There are various consequences of water pollution, from disruption of aquatic ecosystems to adverse effects on humans and marine organisms. While the main causes of water pollution can be categorized into point and nonpoint sources of pollution, the effects can be quite diverse.
“Water, water, everywhere, nor any drop to drink".
—Samuel Taylor Coleridge, The Rime of the Ancient Mariner (1798).
The above stanza may appropriately fit the current water crises, but the entire poem is irrelevant to the current water scenario. Inadequate access to potable water is a major concern for the developed and developing nation. Water pollution and lack of water conservation awareness are some of the key reasons behind inadequate access to drinking water.
Water pollution is seen as one of the major environmental concerns faced by the world today. The effects of water pollution on humans are many, including disruption of the natural food chain, diseases as well as serious harm to aquatic ecosystems. Before we delve into the effects of water pollution, let’s first understand its main causes:
Causes of Water Pollution
Water pollution can be classified into two broad categories: Point and Nonpoint source. Point source water pollution occurs when harmful chemicals or effluents are discharged directly into a river or other sources of water. The nonpoint source occurs when the harmful pollutants are discharged indirectly, through water runoffs caused by heavy rainfall. For example, when the fertilizers added to crops is discharged into a stream or lake by a water runoff. While point sources can be monitored and controlled, it is difficult to monitor and regulate a nonpoint source. Most streams and lakes today get contaminated through nonpoint sources of pollution.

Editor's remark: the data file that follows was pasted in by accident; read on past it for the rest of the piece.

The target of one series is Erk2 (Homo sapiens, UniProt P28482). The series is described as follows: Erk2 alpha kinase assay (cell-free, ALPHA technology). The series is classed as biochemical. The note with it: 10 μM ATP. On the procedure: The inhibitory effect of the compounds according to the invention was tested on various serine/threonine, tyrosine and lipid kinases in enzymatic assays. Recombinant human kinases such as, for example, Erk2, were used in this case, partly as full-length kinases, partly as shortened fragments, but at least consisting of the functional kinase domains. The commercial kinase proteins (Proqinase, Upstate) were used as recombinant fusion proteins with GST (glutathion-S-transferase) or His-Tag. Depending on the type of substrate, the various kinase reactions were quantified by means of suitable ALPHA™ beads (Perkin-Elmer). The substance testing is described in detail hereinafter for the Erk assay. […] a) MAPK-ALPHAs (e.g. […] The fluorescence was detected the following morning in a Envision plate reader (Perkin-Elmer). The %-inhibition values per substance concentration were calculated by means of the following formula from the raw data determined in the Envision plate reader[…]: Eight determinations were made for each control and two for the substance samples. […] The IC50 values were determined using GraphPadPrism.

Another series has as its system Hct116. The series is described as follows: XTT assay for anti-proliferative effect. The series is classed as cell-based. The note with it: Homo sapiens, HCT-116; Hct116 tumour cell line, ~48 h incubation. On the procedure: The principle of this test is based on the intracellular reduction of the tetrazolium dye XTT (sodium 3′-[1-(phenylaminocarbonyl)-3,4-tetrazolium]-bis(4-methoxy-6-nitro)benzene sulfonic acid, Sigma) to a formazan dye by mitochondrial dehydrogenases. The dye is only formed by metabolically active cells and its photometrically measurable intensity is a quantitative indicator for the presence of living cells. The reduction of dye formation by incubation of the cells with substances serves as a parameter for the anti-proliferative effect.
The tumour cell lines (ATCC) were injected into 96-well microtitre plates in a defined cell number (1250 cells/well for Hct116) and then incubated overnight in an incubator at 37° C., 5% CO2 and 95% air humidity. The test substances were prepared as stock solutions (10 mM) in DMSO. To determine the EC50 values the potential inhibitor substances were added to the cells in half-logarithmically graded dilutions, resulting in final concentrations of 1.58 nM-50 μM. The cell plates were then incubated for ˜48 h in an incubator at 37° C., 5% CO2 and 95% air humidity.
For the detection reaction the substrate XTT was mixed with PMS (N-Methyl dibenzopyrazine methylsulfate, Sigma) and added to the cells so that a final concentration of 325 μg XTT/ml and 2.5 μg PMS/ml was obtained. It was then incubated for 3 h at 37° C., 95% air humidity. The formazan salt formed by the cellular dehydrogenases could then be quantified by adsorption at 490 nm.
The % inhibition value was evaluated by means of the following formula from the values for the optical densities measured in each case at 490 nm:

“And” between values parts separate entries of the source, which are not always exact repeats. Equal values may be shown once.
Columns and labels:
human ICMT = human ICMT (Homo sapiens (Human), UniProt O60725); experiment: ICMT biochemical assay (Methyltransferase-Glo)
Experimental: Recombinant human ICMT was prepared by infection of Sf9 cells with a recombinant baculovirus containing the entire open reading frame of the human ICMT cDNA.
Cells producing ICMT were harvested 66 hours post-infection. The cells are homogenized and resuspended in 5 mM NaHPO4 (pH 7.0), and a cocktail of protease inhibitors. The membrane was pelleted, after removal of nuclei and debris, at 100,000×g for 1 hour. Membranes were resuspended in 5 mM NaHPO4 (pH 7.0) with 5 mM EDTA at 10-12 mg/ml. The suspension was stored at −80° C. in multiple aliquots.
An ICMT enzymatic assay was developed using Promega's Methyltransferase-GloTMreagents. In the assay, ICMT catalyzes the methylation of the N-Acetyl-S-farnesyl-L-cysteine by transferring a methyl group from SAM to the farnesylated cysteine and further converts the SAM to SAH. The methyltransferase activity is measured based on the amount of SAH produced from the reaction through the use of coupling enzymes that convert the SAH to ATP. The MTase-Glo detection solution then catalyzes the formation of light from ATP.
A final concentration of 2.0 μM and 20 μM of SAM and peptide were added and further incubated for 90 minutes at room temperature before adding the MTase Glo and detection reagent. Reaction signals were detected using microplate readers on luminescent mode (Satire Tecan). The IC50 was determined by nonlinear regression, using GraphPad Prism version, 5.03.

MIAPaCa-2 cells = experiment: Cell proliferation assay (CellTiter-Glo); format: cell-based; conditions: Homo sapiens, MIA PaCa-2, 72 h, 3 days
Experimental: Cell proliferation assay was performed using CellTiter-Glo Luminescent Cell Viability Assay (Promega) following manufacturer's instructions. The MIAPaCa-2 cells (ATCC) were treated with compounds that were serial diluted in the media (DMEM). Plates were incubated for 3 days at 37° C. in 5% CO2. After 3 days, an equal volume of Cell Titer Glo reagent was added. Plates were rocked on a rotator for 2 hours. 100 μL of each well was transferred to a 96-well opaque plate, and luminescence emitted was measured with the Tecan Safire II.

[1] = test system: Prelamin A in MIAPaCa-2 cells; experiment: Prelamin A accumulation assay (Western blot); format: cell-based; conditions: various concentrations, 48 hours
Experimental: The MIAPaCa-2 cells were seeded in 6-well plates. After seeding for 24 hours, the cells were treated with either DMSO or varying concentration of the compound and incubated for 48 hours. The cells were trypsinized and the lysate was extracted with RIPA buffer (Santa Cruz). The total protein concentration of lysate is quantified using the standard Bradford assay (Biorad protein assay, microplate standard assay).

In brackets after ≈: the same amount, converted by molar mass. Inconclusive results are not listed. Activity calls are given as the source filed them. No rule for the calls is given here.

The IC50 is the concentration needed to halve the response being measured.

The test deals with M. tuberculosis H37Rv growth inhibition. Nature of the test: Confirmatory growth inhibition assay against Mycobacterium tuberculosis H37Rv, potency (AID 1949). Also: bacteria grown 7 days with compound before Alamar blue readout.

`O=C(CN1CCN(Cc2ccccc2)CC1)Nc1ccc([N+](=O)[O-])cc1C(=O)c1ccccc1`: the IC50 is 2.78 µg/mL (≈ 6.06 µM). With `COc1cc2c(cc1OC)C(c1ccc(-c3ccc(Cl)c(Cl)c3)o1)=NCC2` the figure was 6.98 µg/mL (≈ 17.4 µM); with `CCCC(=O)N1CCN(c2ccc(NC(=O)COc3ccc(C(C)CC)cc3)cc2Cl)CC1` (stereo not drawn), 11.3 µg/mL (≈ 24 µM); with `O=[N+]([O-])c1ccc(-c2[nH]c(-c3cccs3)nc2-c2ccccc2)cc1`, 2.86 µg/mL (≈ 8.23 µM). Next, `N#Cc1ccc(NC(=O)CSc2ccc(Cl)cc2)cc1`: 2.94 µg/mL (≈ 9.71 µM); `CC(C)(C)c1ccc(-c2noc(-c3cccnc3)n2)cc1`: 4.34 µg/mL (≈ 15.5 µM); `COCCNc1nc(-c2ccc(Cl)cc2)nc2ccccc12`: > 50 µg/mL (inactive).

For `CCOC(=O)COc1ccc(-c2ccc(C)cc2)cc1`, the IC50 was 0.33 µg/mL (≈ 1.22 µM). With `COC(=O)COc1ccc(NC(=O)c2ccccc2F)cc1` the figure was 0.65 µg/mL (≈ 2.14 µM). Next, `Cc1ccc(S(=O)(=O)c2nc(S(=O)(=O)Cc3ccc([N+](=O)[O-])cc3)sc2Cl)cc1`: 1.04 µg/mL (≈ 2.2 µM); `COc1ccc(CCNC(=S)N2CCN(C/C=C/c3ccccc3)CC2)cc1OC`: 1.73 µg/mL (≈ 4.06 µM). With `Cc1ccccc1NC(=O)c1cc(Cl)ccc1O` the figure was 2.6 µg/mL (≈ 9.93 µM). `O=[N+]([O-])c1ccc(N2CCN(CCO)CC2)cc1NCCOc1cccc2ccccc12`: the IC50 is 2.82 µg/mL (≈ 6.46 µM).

Key water pollution causes:
- Harmful chemicals and garbage are dumped into bodies of water near urban areas.
- Heavy metals from industries accumulate near nearby streams and rivers
- The toxic compounds from industrial wastes are dumped into a body of water
- Various pathogens and microbial pollutants from sewage enter rivers, streams and lakes.
Various Consequences of Water Pollution
The ill-effects of water pollution on humans and animals are a matter a concern. It’s like a slow poison which slowly and gradually affects the aquatic ecosystem, its plants, animals and human body adversely. Different types of chemicals and microbial pollutants affect humans and animals in different ways. Various consequences of water pollution on humans include:
- The toxic effluents from industries seep into water bodies and disrupt the aquatic ecology. Various forms of marine life such as shellfish and fish are exposed adversely to these effluents. Heavy metals discharged from industries mix with water in streams and rivers and can cause serious health consequences to humans if ingested.
- The sewage effluents are the main cause of microbial infiltration in lakes and rivers. The microbial water pollution is the main cause of various waterborne diseases like typhoid fever, diarrhea and cholera. The harmful bacteria enter our body through potable water and are one of the main causes of infant mortality.
- The discharge of organic nutrients into a body of water increase the aerobic algae count and eat up oxygen, causing serious suffocation to aquatic animals.
Acid rain chemicals such as sulfate particles can cause adverse effects to marine health in rivers and lakes.
- The suspended particulate matter discharged into rivers, lakes and streams block the penetration of sunlight. This disrupts the process of photosynthesis in aquatic plants and stunts their growth. The discharged Suspended particulates reduce the quality of potable water and cause serious health consequences to humans and marine animals.
Photo Courtesy: Calexico New River Committee (CNRC) Wikimedia Commons, Public Domain (http://en.wikipedia.org/wiki/File:Nrborderborderentrythreecolorsmay05-1-.JPG)